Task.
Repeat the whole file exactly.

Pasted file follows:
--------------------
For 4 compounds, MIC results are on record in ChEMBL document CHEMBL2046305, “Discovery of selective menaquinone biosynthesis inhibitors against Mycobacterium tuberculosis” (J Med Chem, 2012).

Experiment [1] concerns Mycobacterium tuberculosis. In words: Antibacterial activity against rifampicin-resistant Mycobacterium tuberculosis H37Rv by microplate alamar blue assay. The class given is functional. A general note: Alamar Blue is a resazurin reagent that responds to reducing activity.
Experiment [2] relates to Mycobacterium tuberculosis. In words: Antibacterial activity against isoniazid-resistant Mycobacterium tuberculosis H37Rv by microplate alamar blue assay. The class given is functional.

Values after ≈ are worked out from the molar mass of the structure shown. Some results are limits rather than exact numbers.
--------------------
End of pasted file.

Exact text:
For 4 compounds, MIC results are on record in ChEMBL document CHEMBL2046305, “Discovery of selective menaquinone biosynthesis inhibitors against Mycobacterium tuberculosis” (J Med Chem, 2012).

Experiment [1] concerns Mycobacterium tuberculosis. In words: Antibacterial activity against rifampicin-resistant Mycobacterium tuberculosis H37Rv by microplate alamar blue assay. The class given is functional. A general note: Alamar Blue is a resazurin reagent that responds to reducing activity.
Experiment [2] relates to Mycobacterium tuberculosis. In words: Antibacterial activity against isoniazid-resistant Mycobacterium tuberculosis H37Rv by microplate alamar blue assay. The class given is functional.

Values after ≈ are worked out from the molar mass of the structure shown. Some results are limits rather than exact numbers.